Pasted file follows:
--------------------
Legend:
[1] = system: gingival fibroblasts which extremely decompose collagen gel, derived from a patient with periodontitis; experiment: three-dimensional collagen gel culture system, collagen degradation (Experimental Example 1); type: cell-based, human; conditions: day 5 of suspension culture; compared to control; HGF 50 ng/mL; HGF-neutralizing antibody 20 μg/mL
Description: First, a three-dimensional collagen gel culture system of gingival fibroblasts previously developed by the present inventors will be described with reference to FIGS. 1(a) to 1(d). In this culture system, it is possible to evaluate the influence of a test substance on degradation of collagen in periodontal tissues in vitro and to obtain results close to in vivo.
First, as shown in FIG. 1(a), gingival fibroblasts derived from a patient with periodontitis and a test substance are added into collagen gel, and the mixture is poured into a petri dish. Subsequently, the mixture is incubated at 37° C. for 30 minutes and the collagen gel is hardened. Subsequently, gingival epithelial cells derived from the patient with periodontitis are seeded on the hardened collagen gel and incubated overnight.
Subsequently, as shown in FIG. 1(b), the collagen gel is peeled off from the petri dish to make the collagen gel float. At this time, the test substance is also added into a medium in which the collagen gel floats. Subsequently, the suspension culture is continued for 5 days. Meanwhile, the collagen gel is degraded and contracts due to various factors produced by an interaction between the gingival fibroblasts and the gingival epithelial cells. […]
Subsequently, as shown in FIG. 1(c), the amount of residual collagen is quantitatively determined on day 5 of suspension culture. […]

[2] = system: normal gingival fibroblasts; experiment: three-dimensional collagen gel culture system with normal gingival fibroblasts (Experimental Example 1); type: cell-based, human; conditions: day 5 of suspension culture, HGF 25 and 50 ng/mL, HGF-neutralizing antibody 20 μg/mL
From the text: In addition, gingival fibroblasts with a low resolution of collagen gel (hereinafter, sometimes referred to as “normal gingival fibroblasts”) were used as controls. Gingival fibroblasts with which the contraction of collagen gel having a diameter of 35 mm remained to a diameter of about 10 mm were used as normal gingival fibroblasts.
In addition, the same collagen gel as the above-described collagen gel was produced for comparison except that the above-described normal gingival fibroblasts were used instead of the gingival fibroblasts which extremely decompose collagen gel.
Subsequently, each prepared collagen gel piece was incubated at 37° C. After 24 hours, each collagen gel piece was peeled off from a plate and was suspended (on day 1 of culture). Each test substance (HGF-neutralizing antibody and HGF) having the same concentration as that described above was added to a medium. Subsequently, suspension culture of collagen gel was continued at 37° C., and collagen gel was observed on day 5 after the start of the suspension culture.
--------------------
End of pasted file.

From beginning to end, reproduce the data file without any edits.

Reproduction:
Legend:
[1] = system: gingival fibroblasts which extremely decompose collagen gel, derived from a patient with periodontitis; experiment: three-dimensional collagen gel culture system, collagen degradation (Experimental Example 1); type: cell-based, human; conditions: day 5 of suspension culture; compared to control; HGF 50 ng/mL; HGF-neutralizing antibody 20 μg/mL
Description: First, a three-dimensional collagen gel culture system of gingival fibroblasts previously developed by the present inventors will be described with reference to FIGS. 1(a) to 1(d). In this culture system, it is possible to evaluate the influence of a test substance on degradation of collagen in periodontal tissues in vitro and to obtain results close to in vivo.
First, as shown in FIG. 1(a), gingival fibroblasts derived from a patient with periodontitis and a test substance are added into collagen gel, and the mixture is poured into a petri dish. Subsequently, the mixture is incubated at 37° C. for 30 minutes and the collagen gel is hardened. Subsequently, gingival epithelial cells derived from the patient with periodontitis are seeded on the hardened collagen gel and incubated overnight.
Subsequently, as shown in FIG. 1(b), the collagen gel is peeled off from the petri dish to make the collagen gel float. At this time, the test substance is also added into a medium in which the collagen gel floats. Subsequently, the suspension culture is continued for 5 days. Meanwhile, the collagen gel is degraded and contracts due to various factors produced by an interaction between the gingival fibroblasts and the gingival epithelial cells. […]
Subsequently, as shown in FIG. 1(c), the amount of residual collagen is quantitatively determined on day 5 of suspension culture. […]

[2] = system: normal gingival fibroblasts; experiment: three-dimensional collagen gel culture system with normal gingival fibroblasts (Experimental Example 1); type: cell-based, human; conditions: day 5 of suspension culture, HGF 25 and 50 ng/mL, HGF-neutralizing antibody 20 μg/mL
From the text: In addition, gingival fibroblasts with a low resolution of collagen gel (hereinafter, sometimes referred to as “normal gingival fibroblasts”) were used as controls. Gingival fibroblasts with which the contraction of collagen gel having a diameter of 35 mm remained to a diameter of about 10 mm were used as normal gingival fibroblasts.
In addition, the same collagen gel as the above-described collagen gel was produced for comparison except that the above-described normal gingival fibroblasts were used instead of the gingival fibroblasts which extremely decompose collagen gel.
Subsequently, each prepared collagen gel piece was incubated at 37° C. After 24 hours, each collagen gel piece was peeled off from a plate and was suspended (on day 1 of culture). Each test substance (HGF-neutralizing antibody and HGF) having the same concentration as that described above was added to a medium. Subsequently, suspension culture of collagen gel was continued at 37° C., and collagen gel was observed on day 5 after the start of the suspension culture.